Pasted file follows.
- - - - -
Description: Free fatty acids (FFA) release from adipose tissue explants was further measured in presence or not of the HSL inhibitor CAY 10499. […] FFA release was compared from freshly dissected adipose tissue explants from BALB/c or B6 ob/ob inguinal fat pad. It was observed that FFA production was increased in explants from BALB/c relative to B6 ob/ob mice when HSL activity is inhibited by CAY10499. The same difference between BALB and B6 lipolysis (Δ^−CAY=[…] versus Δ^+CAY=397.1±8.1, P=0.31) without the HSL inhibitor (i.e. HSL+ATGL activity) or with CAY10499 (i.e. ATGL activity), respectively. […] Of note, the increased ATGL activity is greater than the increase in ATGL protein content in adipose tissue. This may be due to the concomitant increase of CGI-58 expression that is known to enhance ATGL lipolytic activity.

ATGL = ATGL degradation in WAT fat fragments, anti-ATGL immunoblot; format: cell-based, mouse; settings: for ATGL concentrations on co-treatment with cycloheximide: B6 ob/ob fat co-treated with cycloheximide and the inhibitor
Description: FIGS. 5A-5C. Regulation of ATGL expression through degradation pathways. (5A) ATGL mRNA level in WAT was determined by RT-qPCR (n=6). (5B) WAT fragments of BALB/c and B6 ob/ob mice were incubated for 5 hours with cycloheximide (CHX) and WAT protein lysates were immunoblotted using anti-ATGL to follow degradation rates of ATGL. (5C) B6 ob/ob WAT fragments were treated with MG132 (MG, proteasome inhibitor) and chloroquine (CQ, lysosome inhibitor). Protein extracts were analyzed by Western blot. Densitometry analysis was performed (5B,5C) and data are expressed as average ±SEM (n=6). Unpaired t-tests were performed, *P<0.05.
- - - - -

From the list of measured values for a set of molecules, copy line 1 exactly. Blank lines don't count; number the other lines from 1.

Description: Free fatty acids (FFA) release from adipose tissue explants was further measured in presence or not of the HSL inhibitor CAY 10499. […] FFA release was compared from freshly dissected adipose tissue explants from BALB/c or B6 ob/ob inguinal fat pad. It was observed that FFA production was increased in explants from BALB/c relative to B6 ob/ob mice when HSL activity is inhibited by CAY10499. The same difference between BALB and B6 lipolysis (Δ^−CAY=[…] versus Δ^+CAY=397.1±8.1, P=0.31) without the HSL inhibitor (i.e. HSL+ATGL activity) or with CAY10499 (i.e. ATGL activity), respectively. […] Of note, the increased ATGL activity is greater than the increase in ATGL protein content in adipose tissue. This may be due to the concomitant increase of CGI-58 expression that is known to enhance ATGL lipolytic activity.